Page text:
5. Actually, not ALL cell phone companies are that generous, letting you call people for free with the same provider.

6. I buy CDs. Occasionally. Sadly, a lot of today's music is just noise. The last CD I bought, I think, was Loreena McKinnett's The Visit. How old is that?

7. I rarely watch television. It's a mental wasteland. I'd rather read, or write a letter (even an electronic letter) to a friend (like this one). Or, better still, go out for tea.

8. The number of things I own are getting fewer and fewer. The computers I have a just new enough to barely keep up with technological change.

9. And as Julian Assange of Wikileaks has shown us so clearly, there is no such thing as privacy any more. Big Brother has got us! With the help of Google, and other nefarious agents.

And I sleep at night (health problems notwithstanding — though maybe it's because of the medication). I could be scared out of my mind for the sake of my grandchildren, but that hasn't happened, yet.

An insightful list, Rosaria.

Rob-bear said...
This comment has been removed by the author.
becky at abbeystyle said...

Grim news...I'll be hiding out at the library, fondling all the old books and looking at the pictures in the children's sections.

PurestGreen said...

This was really interesting. I don't think I will ever tire of books, although I have pretty much done away with CDs. It used to be so important to own "the latest" album, but now it is all about the latest gadget. Music nowadays all seems to be so fly-by-night. One day you're in, the next day you're not.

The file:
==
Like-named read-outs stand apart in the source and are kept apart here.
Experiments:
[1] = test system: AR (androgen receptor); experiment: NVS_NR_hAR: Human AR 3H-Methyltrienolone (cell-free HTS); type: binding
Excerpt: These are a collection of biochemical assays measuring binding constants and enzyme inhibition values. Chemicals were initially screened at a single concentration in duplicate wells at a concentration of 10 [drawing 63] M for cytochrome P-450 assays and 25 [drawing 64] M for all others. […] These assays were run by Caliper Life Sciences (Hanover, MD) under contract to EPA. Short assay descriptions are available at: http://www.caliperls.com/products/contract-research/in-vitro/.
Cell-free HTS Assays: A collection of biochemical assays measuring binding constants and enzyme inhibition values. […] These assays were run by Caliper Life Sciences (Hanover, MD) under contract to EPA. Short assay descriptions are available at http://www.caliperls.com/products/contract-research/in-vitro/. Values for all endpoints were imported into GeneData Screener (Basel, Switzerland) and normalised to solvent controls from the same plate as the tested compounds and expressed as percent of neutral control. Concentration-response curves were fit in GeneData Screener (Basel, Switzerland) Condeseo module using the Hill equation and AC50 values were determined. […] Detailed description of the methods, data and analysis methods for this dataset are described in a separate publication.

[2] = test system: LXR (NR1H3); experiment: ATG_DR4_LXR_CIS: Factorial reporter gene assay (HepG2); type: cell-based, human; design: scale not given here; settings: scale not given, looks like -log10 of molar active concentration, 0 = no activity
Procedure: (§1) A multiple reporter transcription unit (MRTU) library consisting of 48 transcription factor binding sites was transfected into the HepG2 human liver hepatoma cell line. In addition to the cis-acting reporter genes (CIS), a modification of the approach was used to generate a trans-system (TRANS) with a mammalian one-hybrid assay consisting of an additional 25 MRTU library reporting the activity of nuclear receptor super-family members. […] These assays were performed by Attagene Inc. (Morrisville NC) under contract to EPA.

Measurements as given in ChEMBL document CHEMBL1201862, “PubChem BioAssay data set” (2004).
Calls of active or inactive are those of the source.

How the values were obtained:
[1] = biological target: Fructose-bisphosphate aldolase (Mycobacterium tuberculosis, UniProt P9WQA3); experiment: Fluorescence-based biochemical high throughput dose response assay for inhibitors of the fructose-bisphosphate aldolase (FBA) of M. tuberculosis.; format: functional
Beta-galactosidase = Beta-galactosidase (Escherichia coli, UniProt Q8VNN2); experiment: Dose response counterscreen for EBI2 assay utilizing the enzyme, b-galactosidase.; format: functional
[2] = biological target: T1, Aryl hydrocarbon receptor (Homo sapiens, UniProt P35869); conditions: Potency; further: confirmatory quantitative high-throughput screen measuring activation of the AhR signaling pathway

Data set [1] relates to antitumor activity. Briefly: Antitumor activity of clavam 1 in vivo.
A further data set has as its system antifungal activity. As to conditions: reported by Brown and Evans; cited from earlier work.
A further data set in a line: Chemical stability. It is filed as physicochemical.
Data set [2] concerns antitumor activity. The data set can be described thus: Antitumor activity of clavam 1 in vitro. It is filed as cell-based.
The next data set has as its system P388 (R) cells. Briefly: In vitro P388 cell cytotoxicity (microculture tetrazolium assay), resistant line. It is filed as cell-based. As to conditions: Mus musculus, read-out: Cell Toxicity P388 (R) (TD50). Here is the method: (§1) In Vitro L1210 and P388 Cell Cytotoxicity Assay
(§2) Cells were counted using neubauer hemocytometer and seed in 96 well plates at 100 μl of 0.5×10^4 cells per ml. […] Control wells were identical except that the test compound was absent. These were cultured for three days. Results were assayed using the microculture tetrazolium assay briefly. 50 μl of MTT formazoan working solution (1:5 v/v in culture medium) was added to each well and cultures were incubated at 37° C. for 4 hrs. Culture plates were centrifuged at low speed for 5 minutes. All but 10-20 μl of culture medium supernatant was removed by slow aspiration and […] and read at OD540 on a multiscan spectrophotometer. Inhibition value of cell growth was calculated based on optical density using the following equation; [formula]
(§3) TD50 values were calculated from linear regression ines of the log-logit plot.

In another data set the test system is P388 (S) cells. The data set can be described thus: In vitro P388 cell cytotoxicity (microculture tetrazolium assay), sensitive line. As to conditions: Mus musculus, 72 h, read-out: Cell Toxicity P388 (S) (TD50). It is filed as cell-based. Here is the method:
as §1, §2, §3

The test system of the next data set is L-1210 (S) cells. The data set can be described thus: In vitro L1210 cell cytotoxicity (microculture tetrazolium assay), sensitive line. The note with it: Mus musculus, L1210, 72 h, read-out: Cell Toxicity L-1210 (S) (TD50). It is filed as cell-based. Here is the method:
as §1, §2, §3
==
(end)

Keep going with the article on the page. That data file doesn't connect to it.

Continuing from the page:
I don't know what I would do without my computer, but I do miss reading. I miss the slow goodness of books.
I am going to keep this post on favourites because I know it will have me thinking for some time. Thanks!

Dawn said...

What a thought provoking post!
It is sad when I see change happening....and it isn't what I am used to. I cannot comprehend not holding a "real live book" in my hand and turning the pages.
It all seems sad....Not liking many of these changes.
What is even more that in time, there will be new things that we accept and get used to...and forget the other things....
I don't want these changes!

RNSANE said...

You've given us all so much food for thought. Some of the things you've mentioned, I wouldn't even miss - others I would fight to keep as long as I still breathe!! I seldom watch tv anymore and I rarely read a book unless it's an unabridged audio CD. I'm never in my car without one. I would die without my computer, though.

Teri and the cats of Furrydance said...

As soon as I get to retire and have time...I am going to learn how to use everything my new laptop can fact, a friend who is helping me upgrade everything was just telling me about the 'cloud servers' and how it's the safest place to store photos instead of picasa (google) or Flickr (yahoo)...more food for thought.